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U.S. Economy

Weekly Economic Index

The Weekly Economic Index (WEI) provides a signal of the state of the U.S. economy based on data available at a daily or weekly frequency. It represents the common component of 10 different daily and weekly series covering consumer behavior, the labor market and production. It is updated Thursday at or shortly after 10:30 a.m. CT, using data available up to 8 a.m. CT.

NOTE: As of the June 16, 2022 update, the alternative measure has been discontinued.

March 16, 2023: Update

  • The WEI is currently 0.96 percent, scaled to four-quarter GDP growth, for the week ended March 11, and 0.72 percent for March 4; for reference, the WEI stood at 1.38 percent for the week ended February 29, 2020.
  • The increase in the WEI for the week of March 11 (relative to the final estimate for the week of March 4) is due to rises in steel production, consumer confidence, and fuel sales, and a decrease in initial unemployment insurance claims, which more than offset declines in tax withholding, retail sales, railroad traffic, and electricity output. The WEI for the week of March 4 was revised downward due to a fall in the staffing index and a rise in continuing unemployment insurance claims.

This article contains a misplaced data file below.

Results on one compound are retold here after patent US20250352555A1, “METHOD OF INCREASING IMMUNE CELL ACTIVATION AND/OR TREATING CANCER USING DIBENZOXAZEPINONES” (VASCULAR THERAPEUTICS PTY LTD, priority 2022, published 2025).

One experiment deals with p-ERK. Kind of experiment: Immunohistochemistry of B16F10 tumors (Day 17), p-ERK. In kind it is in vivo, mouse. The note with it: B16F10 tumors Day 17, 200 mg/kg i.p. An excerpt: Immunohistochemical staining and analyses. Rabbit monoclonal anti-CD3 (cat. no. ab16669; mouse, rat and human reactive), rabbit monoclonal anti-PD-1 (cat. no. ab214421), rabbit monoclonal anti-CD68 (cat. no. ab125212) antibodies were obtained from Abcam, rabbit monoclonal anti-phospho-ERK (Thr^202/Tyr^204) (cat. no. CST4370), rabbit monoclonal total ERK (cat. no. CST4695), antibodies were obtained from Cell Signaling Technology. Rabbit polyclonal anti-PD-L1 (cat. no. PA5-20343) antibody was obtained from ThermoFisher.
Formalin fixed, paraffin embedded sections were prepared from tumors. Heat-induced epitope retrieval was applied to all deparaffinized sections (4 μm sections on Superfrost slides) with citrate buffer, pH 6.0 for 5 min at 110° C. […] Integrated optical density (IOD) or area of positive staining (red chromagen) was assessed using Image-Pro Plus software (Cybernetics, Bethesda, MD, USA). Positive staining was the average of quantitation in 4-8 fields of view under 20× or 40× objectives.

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NOTES: When federal holidays occur on a publishing date or change the release schedule for the underlying data, the report is delayed by 24 hours. Data are updated at Federal Reserve Bank of New York and Federal Reserve Bank of Dallas.

WEI Authors

The WEI was developed by Daniel J. Lewis, an economist at the Federal Reserve Bank of New York; Karel Mertens, senior economic policy advisor at the Federal Reserve Bank of Dallas; and James H. Stock, professor of economics at Harvard University.